The Guardian and Steve Bell are heading for the rocks, it seems. Paradoxically it’s over the Guardian banning his new cartoon strip. It shows Tom Watson as the ‘antisemite-finder general’. Too close to the bone for the Guardian, which has been cheerleading the same witch-hunt
Guardian cartoonist Steve Bell emails staff about Tom Watson-Benjamin Netanyahu piece which wasn’t run today, complaining about the Guardian’s “mysterious editorial line that has been drawn around the subject of antisemitism and the infernal subject of ‘antisemitic tropes’”:
Why in today’s paper as the Guardian published a highly partisan and personal insulting (to the leader of the Labour Party) advert on page 20 that uses the Labour Party logo, but is clearly not a Labour Party approved advert?
I would have thought that there would be far more reason to expect a legal challenge on that than on my cartoon. Or is it that you don’t want to offend poor Tom but are quite happy to offend Poor Jeremy?
Where they the wrong kind of Jews.
Why on earth did the Guardian published then unpublished a letter in support of Chris Williamson signed by 100 persons identifying themselves as Jewish, including Noam Chomsky? Where they the wrong kind of Jews.
The papers contortions on this subject do not do it any credit. If there is a reasoned position on this highly contemptuous issue, then I would dearly love to see it laid out clearly so we all know where we stand. Or are there some subjects that we just can’t touch?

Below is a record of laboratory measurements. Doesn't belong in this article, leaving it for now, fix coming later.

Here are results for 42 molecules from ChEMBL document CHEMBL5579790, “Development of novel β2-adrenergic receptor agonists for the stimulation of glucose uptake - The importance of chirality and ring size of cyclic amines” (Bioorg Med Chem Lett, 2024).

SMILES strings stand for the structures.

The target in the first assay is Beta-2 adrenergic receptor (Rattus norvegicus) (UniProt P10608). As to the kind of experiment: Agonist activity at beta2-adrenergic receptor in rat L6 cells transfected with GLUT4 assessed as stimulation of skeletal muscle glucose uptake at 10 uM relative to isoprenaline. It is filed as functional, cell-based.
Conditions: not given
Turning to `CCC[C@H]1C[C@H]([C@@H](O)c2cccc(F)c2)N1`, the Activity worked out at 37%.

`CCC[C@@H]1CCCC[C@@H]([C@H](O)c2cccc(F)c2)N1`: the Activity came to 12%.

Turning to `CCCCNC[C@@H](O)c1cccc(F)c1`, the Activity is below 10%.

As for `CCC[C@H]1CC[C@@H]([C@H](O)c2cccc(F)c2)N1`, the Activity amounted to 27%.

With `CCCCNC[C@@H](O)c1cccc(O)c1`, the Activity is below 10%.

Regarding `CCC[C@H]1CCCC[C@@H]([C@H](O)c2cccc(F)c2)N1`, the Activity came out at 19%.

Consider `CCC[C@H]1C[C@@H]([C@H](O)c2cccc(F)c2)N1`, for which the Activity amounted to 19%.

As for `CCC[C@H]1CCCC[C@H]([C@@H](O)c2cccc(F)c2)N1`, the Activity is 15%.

Best wishes Steve Bell
In all email to all the paper’s journalists, Guardian cartoonist Steve Bell has attacked his editors’ refusal to run his latest cartoon, suggesting it is due to “some mysterious editorial line” about antisemitism.
In the latest submission by Mr Bell, whose cartoons have appeared in the paper since 1981, Labour deputy leader Tom Watson is depicted as an “antisemite finder general” for being critical of Jew-hate in the party.
The instalment depicts Mr Watson encountering Israeli Prime Minister Benjamin Netanyahu and calling him an “antisemitic trope”.
“After our bizarre telephone conversation yesterday, I feared you might not publish today’s strip,” Mr Bell wrote to an editor, copying in every journalist on the paper.
“You said the ‘lawyers are concerned’ but about what? It’s not antisemitic nor is it libellous…
“I suspect the real cause is it contravenes some mysterious editorial line that has been drawn around the subject of antisemitism and the infernal subject of antisemitic tropes.
“In some ways this is even more worrying than the specious charges of antisemitism. Does the Guardian no longer tolerate content that runs counter to its editorial line?”